Nashville Mayor Declares State of Emergency After Deadly Floods

March 29, 2021 Updated: March 29, 2021

The mayor of Nashville has declared a state of emergency after torrential rains flooded large areas in the Tennessee capital, leaving roads impassable, homes flooded, and at least four people dead.

“Today, I signed an executive order declaring a local state of emergency due to flooding in Nashville, as we seek state and federal resources to assist Davidson County,” Mayor John Cooper wrote in a statement Sunday.

Fire officials rescued at least 130 people from cars, apartments, and houses overnight into Sunday morning, Nashville Fire Chief William Swann said.

The body of a 70-year-old man identified as Garry Cole was among three bodies recovered near the Seven Mile Creek in South Nashville after it flooded, police said.

“Search & Rescue officers have just recovered a deceased man from this Honda sedan that was submerged by flooding from the creek,” the Metro Nashville Police Department wrote on Twitter.

Two other victims of the catastrophic flooding were identified as 64-year-old Fredrick Richards and a 46-year-old woman. They were found deceased near a homeless camp in a wooded area just off Edmondson Pike, which was also impacted by floodings from the Seven Mile Creek.

The fourth person found dead was identified by police as 65-year-old Douglas Hammond. He was swept by the floods as he tried to get away after exiting his car that got submerged in floodwaters.

“We send our deepest sympathies to the loved ones of the four Nashvillians who died in last night’s flooding,” Cooper wrote on Twitter in response to the casualties. “Metro’s first responders have worked tirelessly following the city’s second-highest ever two-day rainfall, which flooded neighborhoods across the county.”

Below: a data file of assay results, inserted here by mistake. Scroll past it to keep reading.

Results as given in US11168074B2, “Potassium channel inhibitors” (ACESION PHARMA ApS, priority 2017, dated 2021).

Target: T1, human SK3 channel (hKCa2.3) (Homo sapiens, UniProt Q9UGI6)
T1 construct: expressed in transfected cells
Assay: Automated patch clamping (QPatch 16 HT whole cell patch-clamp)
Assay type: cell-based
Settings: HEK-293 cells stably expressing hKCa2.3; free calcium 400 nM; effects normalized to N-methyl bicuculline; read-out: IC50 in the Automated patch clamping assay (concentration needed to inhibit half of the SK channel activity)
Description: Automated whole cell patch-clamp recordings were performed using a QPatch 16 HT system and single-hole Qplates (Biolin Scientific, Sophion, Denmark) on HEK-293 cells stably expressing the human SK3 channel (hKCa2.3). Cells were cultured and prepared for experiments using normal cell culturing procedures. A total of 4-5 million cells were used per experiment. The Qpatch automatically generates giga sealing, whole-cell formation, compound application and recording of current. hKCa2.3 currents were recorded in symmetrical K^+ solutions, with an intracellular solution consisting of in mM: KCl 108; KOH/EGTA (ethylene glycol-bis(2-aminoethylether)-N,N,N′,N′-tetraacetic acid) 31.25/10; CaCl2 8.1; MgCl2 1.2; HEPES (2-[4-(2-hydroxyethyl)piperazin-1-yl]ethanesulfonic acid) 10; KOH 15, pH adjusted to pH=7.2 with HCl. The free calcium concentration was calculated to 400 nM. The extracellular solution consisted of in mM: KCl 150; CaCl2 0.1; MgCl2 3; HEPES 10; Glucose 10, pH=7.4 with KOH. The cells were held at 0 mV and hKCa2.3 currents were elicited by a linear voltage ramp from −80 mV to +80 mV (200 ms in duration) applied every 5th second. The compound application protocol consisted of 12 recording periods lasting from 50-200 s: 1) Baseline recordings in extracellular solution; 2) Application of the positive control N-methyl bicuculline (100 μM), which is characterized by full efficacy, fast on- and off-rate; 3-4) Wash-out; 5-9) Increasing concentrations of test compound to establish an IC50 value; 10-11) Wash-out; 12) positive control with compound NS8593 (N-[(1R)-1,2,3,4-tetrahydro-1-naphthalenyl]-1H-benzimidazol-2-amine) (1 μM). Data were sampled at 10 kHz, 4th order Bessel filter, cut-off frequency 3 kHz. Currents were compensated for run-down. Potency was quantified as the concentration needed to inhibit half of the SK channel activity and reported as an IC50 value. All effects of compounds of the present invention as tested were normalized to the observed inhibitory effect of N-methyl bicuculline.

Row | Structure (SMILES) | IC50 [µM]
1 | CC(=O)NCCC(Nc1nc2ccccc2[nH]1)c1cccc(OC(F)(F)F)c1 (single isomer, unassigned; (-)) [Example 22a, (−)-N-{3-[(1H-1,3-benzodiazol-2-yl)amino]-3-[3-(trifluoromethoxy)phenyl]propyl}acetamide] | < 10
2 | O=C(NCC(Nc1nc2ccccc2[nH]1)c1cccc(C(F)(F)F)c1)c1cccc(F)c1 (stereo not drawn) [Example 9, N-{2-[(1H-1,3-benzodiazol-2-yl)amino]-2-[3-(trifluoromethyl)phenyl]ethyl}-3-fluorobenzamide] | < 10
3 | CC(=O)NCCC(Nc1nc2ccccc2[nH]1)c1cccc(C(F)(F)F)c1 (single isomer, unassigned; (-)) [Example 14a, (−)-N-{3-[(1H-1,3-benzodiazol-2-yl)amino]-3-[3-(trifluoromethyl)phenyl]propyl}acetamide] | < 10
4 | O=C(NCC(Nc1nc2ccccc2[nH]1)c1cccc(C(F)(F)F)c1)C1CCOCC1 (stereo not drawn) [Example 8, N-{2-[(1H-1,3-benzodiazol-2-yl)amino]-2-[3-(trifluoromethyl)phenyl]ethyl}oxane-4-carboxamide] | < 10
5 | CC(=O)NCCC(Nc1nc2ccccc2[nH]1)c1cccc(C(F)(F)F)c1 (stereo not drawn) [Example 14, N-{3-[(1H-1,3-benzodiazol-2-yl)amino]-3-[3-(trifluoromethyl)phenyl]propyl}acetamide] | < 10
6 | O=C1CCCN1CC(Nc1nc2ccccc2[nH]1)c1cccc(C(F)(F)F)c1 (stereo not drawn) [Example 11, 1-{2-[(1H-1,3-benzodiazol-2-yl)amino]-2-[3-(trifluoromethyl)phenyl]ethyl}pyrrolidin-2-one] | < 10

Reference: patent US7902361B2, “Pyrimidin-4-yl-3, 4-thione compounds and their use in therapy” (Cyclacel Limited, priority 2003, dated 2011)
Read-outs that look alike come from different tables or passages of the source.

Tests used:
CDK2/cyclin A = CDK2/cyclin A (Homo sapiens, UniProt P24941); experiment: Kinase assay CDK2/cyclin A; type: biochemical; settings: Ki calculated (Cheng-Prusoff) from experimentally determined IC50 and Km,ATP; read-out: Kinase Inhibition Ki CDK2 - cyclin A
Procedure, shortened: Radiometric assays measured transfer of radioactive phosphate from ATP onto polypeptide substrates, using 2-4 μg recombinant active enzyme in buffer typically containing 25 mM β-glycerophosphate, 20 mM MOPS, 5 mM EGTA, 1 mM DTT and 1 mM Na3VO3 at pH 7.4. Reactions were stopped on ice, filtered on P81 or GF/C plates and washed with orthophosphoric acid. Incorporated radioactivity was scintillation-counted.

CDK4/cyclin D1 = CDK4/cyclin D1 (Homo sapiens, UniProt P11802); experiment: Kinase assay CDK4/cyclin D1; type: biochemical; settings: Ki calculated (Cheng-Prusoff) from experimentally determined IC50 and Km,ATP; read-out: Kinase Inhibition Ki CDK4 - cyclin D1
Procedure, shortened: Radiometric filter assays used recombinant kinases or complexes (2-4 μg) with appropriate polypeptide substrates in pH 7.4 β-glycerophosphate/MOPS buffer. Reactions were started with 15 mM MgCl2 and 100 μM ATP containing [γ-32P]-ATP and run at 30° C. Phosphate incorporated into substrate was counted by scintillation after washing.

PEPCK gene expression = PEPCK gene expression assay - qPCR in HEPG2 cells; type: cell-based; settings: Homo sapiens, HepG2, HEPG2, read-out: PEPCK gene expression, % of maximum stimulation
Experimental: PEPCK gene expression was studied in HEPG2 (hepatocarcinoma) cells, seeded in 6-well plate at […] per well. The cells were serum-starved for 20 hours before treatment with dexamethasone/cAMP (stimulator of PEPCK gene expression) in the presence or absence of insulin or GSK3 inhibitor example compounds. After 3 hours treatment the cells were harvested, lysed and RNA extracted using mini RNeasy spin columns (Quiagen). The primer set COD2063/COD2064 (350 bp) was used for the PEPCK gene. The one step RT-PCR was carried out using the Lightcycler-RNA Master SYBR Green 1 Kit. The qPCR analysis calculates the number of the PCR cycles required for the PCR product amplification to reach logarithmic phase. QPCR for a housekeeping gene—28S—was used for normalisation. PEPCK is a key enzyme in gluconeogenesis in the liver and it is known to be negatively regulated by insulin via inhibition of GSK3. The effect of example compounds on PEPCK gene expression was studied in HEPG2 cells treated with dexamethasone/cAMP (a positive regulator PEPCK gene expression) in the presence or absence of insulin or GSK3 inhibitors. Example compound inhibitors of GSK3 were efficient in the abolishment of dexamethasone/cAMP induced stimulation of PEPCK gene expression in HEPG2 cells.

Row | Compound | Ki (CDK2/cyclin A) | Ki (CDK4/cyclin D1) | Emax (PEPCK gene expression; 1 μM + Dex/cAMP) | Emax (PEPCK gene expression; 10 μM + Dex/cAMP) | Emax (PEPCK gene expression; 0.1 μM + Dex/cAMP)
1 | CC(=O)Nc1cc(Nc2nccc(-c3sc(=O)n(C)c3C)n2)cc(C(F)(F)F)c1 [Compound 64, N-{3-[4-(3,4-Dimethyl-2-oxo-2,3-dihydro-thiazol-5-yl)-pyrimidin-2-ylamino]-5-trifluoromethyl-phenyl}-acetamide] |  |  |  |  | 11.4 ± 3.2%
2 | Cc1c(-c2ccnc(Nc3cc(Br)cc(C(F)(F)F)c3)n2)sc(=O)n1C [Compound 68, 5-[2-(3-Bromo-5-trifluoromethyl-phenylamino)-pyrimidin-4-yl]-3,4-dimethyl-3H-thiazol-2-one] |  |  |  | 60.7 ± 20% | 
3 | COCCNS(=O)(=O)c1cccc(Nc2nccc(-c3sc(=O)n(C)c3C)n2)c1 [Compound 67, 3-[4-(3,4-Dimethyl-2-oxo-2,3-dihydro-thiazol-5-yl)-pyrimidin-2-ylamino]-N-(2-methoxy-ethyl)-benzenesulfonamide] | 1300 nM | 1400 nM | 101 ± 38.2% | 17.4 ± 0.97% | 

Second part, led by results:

A portion of Interstate 40 was temporarily shut down due to high water that stranded a vehicle and its driver. The driver was able to get out of the vehicle and to safety, the Tennessee Highway Patrol in Nashville tweeted. First responders also told drivers to avoid part of I-24 south of Nashville.

The National Weather Service predicted the Harpeth River near Kingston Springs, west of Nashville, would crest about 20 feet above flood stage on Sunday night, while the Duck River at Centerville would crest about 17 feet above flood stage Monday morning.

Nashville received more than seven inches of rain, the second-highest two-day rainfall total ever recorded, Cooper said at a press briefing Sunday.

The highest rainfall ever recorded in Nashville was during the 2010 flood, which caused 21 deaths in Tennessee and an estimated $1.5 billion in damage in Nashville.

The Associated Press contributed to this report.

From NTD News